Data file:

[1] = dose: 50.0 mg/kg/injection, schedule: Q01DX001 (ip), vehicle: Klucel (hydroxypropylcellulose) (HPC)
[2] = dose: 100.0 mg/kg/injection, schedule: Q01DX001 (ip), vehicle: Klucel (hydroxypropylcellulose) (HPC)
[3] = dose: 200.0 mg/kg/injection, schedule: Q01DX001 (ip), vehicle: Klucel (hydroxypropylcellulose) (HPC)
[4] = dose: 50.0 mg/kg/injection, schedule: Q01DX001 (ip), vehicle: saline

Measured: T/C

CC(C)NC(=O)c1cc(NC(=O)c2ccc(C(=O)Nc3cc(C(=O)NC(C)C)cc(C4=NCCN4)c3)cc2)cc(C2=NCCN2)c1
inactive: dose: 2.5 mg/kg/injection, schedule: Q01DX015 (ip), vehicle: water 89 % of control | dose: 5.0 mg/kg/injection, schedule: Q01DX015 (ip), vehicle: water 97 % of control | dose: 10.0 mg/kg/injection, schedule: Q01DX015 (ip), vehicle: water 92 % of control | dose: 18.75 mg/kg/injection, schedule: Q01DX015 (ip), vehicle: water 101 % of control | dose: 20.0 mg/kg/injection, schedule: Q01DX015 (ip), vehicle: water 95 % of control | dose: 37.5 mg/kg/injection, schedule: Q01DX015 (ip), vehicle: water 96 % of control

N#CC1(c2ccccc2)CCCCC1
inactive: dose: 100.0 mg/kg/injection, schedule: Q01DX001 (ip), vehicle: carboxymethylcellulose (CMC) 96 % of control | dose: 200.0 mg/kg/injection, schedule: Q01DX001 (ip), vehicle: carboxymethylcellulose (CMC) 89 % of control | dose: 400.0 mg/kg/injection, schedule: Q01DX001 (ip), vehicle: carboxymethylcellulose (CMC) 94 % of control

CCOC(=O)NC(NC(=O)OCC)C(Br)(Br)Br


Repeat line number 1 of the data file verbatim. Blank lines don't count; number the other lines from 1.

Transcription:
[1] = dose: 50.0 mg/kg/injection, schedule: Q01DX001 (ip), vehicle: Klucel (hydroxypropylcellulose) (HPC)